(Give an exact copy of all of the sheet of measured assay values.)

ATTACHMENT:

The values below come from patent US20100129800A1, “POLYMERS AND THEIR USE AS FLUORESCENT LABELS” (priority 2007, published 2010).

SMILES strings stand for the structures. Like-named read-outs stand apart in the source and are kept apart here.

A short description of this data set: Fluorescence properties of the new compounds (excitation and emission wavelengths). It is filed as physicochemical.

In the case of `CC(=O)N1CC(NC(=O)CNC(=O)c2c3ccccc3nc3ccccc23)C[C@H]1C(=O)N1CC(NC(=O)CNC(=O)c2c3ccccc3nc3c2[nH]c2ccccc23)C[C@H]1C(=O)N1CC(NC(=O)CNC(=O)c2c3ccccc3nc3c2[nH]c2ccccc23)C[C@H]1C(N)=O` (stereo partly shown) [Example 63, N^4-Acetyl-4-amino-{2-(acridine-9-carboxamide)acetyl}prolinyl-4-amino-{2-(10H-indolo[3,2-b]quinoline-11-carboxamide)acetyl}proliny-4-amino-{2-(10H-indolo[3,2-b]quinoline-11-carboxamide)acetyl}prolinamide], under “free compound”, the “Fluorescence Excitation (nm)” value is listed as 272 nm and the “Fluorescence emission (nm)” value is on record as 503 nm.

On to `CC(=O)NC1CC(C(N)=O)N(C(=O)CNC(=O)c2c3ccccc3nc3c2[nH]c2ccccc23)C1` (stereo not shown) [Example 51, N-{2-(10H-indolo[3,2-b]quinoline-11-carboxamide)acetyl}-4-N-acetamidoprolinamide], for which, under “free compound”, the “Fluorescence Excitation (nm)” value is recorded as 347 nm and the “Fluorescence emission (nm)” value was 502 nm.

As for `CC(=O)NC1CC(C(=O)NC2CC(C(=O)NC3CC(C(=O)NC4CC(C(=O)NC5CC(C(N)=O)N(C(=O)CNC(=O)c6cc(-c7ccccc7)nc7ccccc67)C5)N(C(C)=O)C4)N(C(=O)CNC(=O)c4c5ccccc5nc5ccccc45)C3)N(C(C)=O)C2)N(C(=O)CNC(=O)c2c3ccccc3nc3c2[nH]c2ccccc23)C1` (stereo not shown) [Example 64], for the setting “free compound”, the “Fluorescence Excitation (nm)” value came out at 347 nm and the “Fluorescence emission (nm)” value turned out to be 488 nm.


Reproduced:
The values below come from patent US20100129800A1, “POLYMERS AND THEIR USE AS FLUORESCENT LABELS” (priority 2007, published 2010).

SMILES strings stand for the structures. Like-named read-outs stand apart in the source and are kept apart here.

A short description of this data set: Fluorescence properties of the new compounds (excitation and emission wavelengths). It is filed as physicochemical.

In the case of `CC(=O)N1CC(NC(=O)CNC(=O)c2c3ccccc3nc3ccccc23)C[C@H]1C(=O)N1CC(NC(=O)CNC(=O)c2c3ccccc3nc3c2[nH]c2ccccc23)C[C@H]1C(=O)N1CC(NC(=O)CNC(=O)c2c3ccccc3nc3c2[nH]c2ccccc23)C[C@H]1C(N)=O` (stereo partly shown) [Example 63, N^4-Acetyl-4-amino-{2-(acridine-9-carboxamide)acetyl}prolinyl-4-amino-{2-(10H-indolo[3,2-b]quinoline-11-carboxamide)acetyl}proliny-4-amino-{2-(10H-indolo[3,2-b]quinoline-11-carboxamide)acetyl}prolinamide], under “free compound”, the “Fluorescence Excitation (nm)” value is listed as 272 nm and the “Fluorescence emission (nm)” value is on record as 503 nm.

On to `CC(=O)NC1CC(C(N)=O)N(C(=O)CNC(=O)c2c3ccccc3nc3c2[nH]c2ccccc23)C1` (stereo not shown) [Example 51, N-{2-(10H-indolo[3,2-b]quinoline-11-carboxamide)acetyl}-4-N-acetamidoprolinamide], for which, under “free compound”, the “Fluorescence Excitation (nm)” value is recorded as 347 nm and the “Fluorescence emission (nm)” value was 502 nm.

As for `CC(=O)NC1CC(C(=O)NC2CC(C(=O)NC3CC(C(=O)NC4CC(C(=O)NC5CC(C(N)=O)N(C(=O)CNC(=O)c6cc(-c7ccccc7)nc7ccccc67)C5)N(C(C)=O)C4)N(C(=O)CNC(=O)c4c5ccccc5nc5ccccc45)C3)N(C(C)=O)C2)N(C(=O)CNC(=O)c2c3ccccc3nc3c2[nH]c2ccccc23)C1` (stereo not shown) [Example 64], for the setting “free compound”, the “Fluorescence Excitation (nm)” value came out at 347 nm and the “Fluorescence emission (nm)” value turned out to be 488 nm.